On January 30, President Ilham Aliyev, signed a decree “on the procedure for the operation of the State Control Information System”, reported Turan News Agency. The information system was set up in March of last year when President Aliyev, introduced it in a new order. At the time, local media reported that the order aims at introducing “additional measures to increase efficiency in public administration, informs the press-service of the Azerbaijani head of state.”
On paper, the new system “serves to increase the efficiency of work in the Administration of the President, in the field of organizing state control and ensuring executive discipline, electronic monitoring of the status of execution of decrees, orders, and instructions of the President of the Republic of Azerbaijan, First Vice President, and the head of the Presidential Administration.”
But what does it mean in reality?
A few things according to Khaled Aghaliyev. While there is a need for transparency, checks and balances on government implemented decisions, documents, and policies, whether the new system allows for that is yet to be seen. “This system should be accessible to everyone”, said Aghaliyev in an interview with Astna on February 6. However, the new decree does not provide “direct indications of this”. There is also the issue of track record.
Aghaliyev in his interview mentioned the law “On Freedom of Information” that was adopted 15 years ago. However, over the years, too many changes were made to the law that its accountability power over holders of information which also includes the president as well as all other officials, has been weakened. Had the provisions of the law on Freedom of Information worked, there would be no need for creating a new system believes Aghaliyev.
As for access to the information, a series of amendments to the Law on Right to Obtain Information have hindered the right to access information. As a result of these changes, access to information was only allowed in cases when the request did not contradict the protection of political, economic, military, financial, credit, and currency interests of the Azerbaijan Republic. That in addition, “preserving public order, health, and morality, as well as rights and freedoms of other persons, commercial and other economic interests, the purposes of securing reputation and impartiality of the court and proper continuance of preliminary investigation on criminal cases.” But the use of such expressions as “protection of interests in political, economic, military, monetary and currency policy fields” according to this review of Azerbaijan’s national legislation on access to information, is not only not acceptable but, in fact, goes against the Constitution of Azerbaijan.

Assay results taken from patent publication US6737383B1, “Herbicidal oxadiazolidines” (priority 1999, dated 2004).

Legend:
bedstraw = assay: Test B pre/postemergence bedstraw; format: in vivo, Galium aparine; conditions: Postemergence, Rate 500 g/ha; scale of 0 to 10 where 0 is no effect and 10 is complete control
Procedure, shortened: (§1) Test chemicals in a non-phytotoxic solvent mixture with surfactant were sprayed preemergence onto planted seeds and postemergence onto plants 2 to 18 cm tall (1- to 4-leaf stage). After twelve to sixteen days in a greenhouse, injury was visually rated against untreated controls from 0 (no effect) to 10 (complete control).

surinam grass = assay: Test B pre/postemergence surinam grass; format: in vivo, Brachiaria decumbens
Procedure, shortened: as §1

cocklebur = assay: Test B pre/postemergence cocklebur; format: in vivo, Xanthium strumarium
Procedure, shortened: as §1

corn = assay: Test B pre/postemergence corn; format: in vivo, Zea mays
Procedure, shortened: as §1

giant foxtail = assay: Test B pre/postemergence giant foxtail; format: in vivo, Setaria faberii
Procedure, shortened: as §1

These shortcomings have been highlighted in a series of reports produced by local organizations such as the Center for Legal Initiatives. In its 2016 report, the organization also reported that the new amendments categorized information on financial transactions data as private information and therefore restricted for access. Meanwhile, an amendment to the laws of state register of legal persons and to the Tax Code, classified information about founders of commercial legal entities and commercial stakes as confidential.
Under normal circumstances, the most effective, the proven control mechanism is the mass media. However, in Azerbaijan, independent media, is often silenced, through various forms of persecution, including arrests, detentions, intimidation tactics, blackmail, and more. As a result of persistent threats to an independent media environment Azerbaijan’s rankings on global media freedom rankings have been poor, often described as not free, or partially free.
The same applies to online media platforms, many of which have been targeted over the years and since 2017, consistently blocked by government bodies.
On February 1, President Aliyev in an interview with national television AzTV said, a new approach has begun within the state administration. “My patience running thin”, said the President in an interview, adding the need for public control. He has said this before too, like during the trip to Mashtaga village outside of the capital Baku in 2018, where yet again, President Aliyev talked about strengthening public control. Then in 2019, he repeated the urgency of such control mechanisms during a meeting with the Cabinet of Ministers. But since his ascent to power in 2003, President Aliyev, has himself (through presidential decrees and orders) deliberately weakened public oversight. That in addition, to harassment of non-governmental organizations, tightening of domestic legislation, the arrest of activists and outspoken critics of the government, among them journalists and rights efenders – have all been taking place under his watch. Perhaps a good place to start would have been naming the new system, not State Control but Public Control?
Regardless, Azerbaijan Internet Watch shares the concerns over the applicability and efficiency of the new system in the absence of reforms and will continue to monitor the developments regarding the newly set up system on information controls.